Third Man, by contrast, offers 10,000 square feet of gleam and splendor, bold colors and antiseptic tidiness, and a vast factory floor that spotlights the 12 presses and their operators the way some modern restaurants showcase their kitchens. It is fronted by a 4,000-square-foot retail space where visitors can cut their own records in a Coney Island-style booth and buy $48 T-shirts, $650 box sets, and $125 electric guitars for kids. A few storefronts down is a Shinola store where high-end turntables sell for $2,500 a pop. Third Man also has a recording studio and the ability to cut the masters for the vinyl record. Tours are available two Saturdays a month for $15 a ticket.
“What’s going on over there at Third Man, no pressing plant in the country looks like that,” Archer says with admiration. “That’s not normal. This is more normal. I mean, good for them. Most pressing plants don’t have cutting studios. Cutting and pressing are usually two separate skill sets and two separate operations.”
The process itself, of course, is the same in both places. An operator first feeds a mountain of rice-sized bits of black plastic into a chamber that heats it up and serves it back as a 300-degree cylinder twice the width of a hockey puck. The cylinder is placed between two silver plates, and, like a huge, round panini machine, the plates squeeze the two sides together. The black — or sometimes specially colored — plastic spreads out, is shoved inside another oven for about a minute, and then is cooled. It is a strangely hypnotic, elemental process, whether it’s for Archer’s salt-of-the-earth indie clients or Third Man’s reissues of the likes of Roy Orbison, Elvis Presley, Johnny Cash, and Loretta Lynn. “I cannot help but be struck with reverence for the process and the form,” Blackwell says.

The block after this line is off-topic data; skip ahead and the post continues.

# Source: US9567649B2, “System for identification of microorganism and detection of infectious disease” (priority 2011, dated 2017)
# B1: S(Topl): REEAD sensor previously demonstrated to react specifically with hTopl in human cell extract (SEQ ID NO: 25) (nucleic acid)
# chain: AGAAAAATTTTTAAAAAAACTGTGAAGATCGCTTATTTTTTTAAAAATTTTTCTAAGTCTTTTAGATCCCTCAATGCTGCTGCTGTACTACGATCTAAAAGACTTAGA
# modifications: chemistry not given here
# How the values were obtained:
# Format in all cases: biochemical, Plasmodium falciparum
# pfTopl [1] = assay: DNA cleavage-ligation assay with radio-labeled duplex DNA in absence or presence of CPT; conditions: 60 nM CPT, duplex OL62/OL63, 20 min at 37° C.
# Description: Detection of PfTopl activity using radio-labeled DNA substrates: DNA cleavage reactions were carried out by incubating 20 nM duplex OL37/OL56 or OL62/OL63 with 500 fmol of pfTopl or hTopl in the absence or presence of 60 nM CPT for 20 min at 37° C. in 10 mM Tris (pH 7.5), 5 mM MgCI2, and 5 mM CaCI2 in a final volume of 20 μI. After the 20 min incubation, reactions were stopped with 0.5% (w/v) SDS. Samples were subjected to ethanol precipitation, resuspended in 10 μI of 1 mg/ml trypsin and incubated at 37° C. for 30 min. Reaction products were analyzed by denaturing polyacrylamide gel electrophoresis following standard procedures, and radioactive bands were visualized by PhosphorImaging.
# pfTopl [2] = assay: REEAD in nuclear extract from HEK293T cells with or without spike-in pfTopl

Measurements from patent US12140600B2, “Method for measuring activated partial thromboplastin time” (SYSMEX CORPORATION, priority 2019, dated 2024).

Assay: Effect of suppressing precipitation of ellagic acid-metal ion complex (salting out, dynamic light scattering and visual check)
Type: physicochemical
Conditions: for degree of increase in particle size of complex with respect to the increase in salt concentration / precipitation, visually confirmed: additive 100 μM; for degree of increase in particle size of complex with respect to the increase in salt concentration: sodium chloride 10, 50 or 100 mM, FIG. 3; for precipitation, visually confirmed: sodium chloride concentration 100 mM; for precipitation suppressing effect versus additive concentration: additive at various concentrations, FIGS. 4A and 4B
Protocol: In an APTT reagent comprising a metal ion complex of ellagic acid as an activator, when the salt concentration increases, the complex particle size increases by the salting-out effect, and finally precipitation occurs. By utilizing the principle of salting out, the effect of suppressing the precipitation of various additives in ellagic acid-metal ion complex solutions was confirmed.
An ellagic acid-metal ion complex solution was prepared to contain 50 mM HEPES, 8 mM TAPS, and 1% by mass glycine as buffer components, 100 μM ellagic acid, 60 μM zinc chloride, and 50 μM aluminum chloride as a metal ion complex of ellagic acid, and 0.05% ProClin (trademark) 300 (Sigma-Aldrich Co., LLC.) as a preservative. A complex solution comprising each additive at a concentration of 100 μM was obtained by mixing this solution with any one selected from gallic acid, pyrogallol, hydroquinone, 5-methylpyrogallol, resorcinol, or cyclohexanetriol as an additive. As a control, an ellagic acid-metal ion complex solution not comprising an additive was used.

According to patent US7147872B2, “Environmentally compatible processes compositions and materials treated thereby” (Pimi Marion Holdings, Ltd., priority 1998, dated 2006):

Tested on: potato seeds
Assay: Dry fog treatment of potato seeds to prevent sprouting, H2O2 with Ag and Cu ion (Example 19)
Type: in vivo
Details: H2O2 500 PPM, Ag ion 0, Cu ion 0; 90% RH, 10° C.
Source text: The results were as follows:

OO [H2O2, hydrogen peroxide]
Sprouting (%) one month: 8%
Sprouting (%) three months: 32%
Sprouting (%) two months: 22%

Third Man, which is headquartered in Nashville, views the Detroit location — three blocks from where White went to high school and a block from where he performed his first show — as a new revenue stream. About half the records pressed there are for-hire jobs. “If, for some reason, demand for our Third Man Records disappeared overnight, there would still be people who need to press records,” Blackwell says.
Despite the much-touted vinyl revival, there are only about two dozen presses left in the U.S. — many labels outsource to European presses that are cheaper but also often of inferior quality — so industry shifts have a huge ripple effect. In January, when 80-year-old Rainbo Records in Canoga Park, California, shut down after its landlord refused to renew its lease, both Third Man and Archer were flooded with calls. Archer generally doesn’t accept new customers unless they’re from Michigan, so he turned those inquiries over to Third Man.
“If I start taking on too much business, then my current roster of customers are going to get worse service,” Archer says. He refuses to scale up the business to more than one shift a day — despite the rising demand — because he doesn’t want to add more hours to his own workweek or diminish quality.
While Archer is, in some ways, a grizzled veteran of an industry he didn’t really want to get into in the first place, he admires Third Man’s efforts and credits White’s evangelism for the medium for helping to keep his operations afloat. “He’s actually helped the whole industry, quite honestly.”
The admiration is mutual. “We’ve been customers of Archer,” Blackwell says of the The White Stripes. “In my spare time, what I like to do is I like to find old records pressed at Archer and archive them and make lists of them. That’s what I do for fun.”
Inside Third Man pressing’s modern Detroit facility